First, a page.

The coronavirus pandemic has exposed many flaws in governance around the world, but perhaps nowhere is this most drastically felt than in the neglect of essential healthcare services. A mentally and physically exhausted workforce that is severely underequipped is simply going to lead to more situations like Quetta, and more tragic deaths, which can threaten to undermine whatever infrastructure is in place. After all, doctors are only human. It is impossible to win this war against the coronavirus without these brave front-line defenders showing up at work each day. We cannot afford to lose them.
Uzair Baloch reappears
AS mysteriously as he had been spirited away by the security forces in 2017 — after an equally intriguing arrest the year before — Uzair Jan Baloch, chief of the banned Pakistan Aman Committee, has resurfaced.
On Monday, the once feared kingpin of the Lyari gang war in Karachi was produced in an anti-terrorism court in Karachi by jail authorities after the army’s V Corps, headquartered in the city, handed him over to them.
Uzair Baloch, according to the police, is the prime suspect in a rival gang leader’s murder, an operation carried out in a particularly gruesome manner.
The victim, Arshad Pappu, his brother and another companion were allegedly abducted from a social gathering in Karachi’s Defence Housing Society, taken back to Lyari, and slaughtered, with their bodies defiled for good measure.
The case could not be prosecuted after the military took Uzair Baloch into custody on suspicion of espionage and “leak of sensitive security information to foreign intelligence agencies”.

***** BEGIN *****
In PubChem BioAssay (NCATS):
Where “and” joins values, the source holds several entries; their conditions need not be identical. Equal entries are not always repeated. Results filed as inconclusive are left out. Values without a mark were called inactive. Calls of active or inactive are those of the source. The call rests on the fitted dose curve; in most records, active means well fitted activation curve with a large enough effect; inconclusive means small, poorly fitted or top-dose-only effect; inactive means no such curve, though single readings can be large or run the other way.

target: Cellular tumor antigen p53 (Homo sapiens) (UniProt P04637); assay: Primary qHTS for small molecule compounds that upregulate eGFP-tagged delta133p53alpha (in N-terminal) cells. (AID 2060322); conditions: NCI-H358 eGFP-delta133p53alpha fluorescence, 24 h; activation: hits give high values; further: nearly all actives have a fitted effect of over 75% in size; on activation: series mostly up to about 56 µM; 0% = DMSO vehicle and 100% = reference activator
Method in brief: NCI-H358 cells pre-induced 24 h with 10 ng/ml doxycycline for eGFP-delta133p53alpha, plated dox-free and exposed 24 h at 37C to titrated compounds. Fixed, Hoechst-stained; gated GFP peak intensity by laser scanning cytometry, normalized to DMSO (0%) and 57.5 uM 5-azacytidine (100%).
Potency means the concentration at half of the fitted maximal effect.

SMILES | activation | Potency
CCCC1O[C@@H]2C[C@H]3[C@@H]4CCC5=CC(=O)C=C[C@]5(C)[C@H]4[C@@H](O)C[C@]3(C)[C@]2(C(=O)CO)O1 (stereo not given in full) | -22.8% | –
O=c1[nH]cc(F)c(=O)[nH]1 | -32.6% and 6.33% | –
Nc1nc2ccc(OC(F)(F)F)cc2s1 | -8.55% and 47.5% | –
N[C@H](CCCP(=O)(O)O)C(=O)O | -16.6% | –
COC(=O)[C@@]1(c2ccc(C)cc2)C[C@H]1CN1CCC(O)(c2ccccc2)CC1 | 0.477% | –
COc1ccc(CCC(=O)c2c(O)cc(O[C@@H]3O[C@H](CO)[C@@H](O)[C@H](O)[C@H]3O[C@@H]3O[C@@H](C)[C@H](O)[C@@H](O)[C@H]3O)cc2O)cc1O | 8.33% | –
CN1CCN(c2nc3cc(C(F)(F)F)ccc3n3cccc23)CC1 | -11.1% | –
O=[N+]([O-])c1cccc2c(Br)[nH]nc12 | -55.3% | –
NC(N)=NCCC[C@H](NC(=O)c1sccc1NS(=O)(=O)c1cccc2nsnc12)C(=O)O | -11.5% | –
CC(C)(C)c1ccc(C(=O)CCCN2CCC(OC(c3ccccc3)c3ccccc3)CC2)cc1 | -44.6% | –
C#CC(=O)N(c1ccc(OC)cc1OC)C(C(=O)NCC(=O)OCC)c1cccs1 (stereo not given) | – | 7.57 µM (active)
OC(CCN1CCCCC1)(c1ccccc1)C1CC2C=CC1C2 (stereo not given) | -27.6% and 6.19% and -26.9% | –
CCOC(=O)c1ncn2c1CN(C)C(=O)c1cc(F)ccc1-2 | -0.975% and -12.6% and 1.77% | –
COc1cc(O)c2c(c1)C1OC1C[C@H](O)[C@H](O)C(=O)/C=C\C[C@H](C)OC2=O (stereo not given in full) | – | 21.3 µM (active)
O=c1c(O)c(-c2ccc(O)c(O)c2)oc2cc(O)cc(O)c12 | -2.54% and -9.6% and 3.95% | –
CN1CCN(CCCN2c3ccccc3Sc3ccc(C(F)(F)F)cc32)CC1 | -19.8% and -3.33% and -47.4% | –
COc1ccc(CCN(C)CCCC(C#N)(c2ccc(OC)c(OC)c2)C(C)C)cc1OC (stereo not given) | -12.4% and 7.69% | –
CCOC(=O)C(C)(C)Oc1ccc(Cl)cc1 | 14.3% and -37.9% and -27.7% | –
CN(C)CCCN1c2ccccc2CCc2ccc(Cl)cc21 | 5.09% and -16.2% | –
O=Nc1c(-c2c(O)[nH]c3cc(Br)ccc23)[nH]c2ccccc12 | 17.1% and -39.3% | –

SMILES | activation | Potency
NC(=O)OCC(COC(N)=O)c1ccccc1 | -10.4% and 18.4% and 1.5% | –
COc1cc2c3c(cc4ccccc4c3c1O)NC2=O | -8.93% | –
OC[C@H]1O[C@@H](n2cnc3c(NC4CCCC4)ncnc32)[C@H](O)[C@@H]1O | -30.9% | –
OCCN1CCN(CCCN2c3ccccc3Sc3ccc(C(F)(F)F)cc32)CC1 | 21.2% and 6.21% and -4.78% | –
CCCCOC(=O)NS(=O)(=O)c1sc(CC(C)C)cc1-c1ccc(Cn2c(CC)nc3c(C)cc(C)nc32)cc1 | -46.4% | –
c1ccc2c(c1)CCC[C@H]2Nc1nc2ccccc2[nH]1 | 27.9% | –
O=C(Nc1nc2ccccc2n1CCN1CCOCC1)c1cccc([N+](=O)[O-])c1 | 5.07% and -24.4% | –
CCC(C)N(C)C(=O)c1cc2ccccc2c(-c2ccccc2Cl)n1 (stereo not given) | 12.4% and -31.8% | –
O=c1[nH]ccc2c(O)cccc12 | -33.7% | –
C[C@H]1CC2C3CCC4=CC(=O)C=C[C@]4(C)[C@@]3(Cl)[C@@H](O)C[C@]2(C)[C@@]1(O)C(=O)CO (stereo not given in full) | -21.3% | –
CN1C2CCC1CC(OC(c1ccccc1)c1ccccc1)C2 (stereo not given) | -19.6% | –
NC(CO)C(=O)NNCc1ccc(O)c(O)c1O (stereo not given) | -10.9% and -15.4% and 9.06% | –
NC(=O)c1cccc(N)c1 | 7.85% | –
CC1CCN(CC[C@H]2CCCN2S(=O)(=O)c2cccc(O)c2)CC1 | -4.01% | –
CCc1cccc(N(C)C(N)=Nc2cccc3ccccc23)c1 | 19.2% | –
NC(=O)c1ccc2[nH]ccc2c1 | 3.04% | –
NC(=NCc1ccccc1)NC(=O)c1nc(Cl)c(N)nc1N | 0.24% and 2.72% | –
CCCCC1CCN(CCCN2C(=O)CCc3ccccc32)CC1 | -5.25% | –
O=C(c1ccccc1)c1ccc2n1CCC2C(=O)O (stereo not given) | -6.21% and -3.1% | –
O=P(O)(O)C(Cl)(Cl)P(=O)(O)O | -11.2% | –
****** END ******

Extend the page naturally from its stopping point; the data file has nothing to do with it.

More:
Indeed, much still remains unknown about Uzair Baloch, who fled Pakistan in 2013 in the wake of the Rangers-led operation against organised crime in the city.
There are wheels within wheels in his ‘career’, a mix of extremely unsavoury activities facilitated by (often contradictory) allegiances with the power elite.
However, while Uzair Baloch as leader of the most prominent gang in Lyari — not to mention a one-time PPP ally later turned sworn enemy — occupied a unique place, other gangs were also willing pawns in a deadly political game, one far bigger than appearances would suggest.
The consequences of that tussle extended to the rest of the city and its cynically exploited ethnic fault lines.
Those who suffered the most though from the immediate fallout were the hapless citizens of Lyari.
For years, they knew not a moment’s peace as armed gangs ran amok in the streets, battling it out over the proceeds of various rackets, and enticing the area’s youth into a life of crime.